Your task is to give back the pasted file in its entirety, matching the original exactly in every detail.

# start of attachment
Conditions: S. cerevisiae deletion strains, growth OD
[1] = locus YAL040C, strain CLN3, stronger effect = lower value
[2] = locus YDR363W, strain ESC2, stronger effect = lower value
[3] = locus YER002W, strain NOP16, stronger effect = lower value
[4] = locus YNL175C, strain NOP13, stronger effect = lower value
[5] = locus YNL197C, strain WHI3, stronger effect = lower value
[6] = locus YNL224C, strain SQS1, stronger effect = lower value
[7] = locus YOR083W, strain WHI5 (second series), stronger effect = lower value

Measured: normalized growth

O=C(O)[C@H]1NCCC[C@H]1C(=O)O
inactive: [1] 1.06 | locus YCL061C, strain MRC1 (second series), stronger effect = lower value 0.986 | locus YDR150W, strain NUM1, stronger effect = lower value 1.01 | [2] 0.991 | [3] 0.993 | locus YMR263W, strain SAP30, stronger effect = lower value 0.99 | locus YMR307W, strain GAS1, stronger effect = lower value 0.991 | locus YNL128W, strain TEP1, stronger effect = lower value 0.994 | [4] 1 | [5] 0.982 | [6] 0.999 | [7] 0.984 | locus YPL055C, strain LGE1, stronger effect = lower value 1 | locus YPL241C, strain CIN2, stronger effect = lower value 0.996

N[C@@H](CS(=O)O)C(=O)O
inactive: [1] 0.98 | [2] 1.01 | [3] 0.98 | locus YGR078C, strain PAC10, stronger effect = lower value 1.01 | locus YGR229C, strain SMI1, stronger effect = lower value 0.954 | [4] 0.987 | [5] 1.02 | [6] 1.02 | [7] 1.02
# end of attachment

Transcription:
Conditions: S. cerevisiae deletion strains, growth OD
[1] = locus YAL040C, strain CLN3, stronger effect = lower value
[2] = locus YDR363W, strain ESC2, stronger effect = lower value
[3] = locus YER002W, strain NOP16, stronger effect = lower value
[4] = locus YNL175C, strain NOP13, stronger effect = lower value
[5] = locus YNL197C, strain WHI3, stronger effect = lower value
[6] = locus YNL224C, strain SQS1, stronger effect = lower value
[7] = locus YOR083W, strain WHI5 (second series), stronger effect = lower value

Measured: normalized growth

O=C(O)[C@H]1NCCC[C@H]1C(=O)O
inactive: [1] 1.06 | locus YCL061C, strain MRC1 (second series), stronger effect = lower value 0.986 | locus YDR150W, strain NUM1, stronger effect = lower value 1.01 | [2] 0.991 | [3] 0.993 | locus YMR263W, strain SAP30, stronger effect = lower value 0.99 | locus YMR307W, strain GAS1, stronger effect = lower value 0.991 | locus YNL128W, strain TEP1, stronger effect = lower value 0.994 | [4] 1 | [5] 0.982 | [6] 0.999 | [7] 0.984 | locus YPL055C, strain LGE1, stronger effect = lower value 1 | locus YPL241C, strain CIN2, stronger effect = lower value 0.996

N[C@@H](CS(=O)O)C(=O)O
inactive: [1] 0.98 | [2] 1.01 | [3] 0.98 | locus YGR078C, strain PAC10, stronger effect = lower value 1.01 | locus YGR229C, strain SMI1, stronger effect = lower value 0.954 | [4] 0.987 | [5] 1.02 | [6] 1.02 | [7] 1.02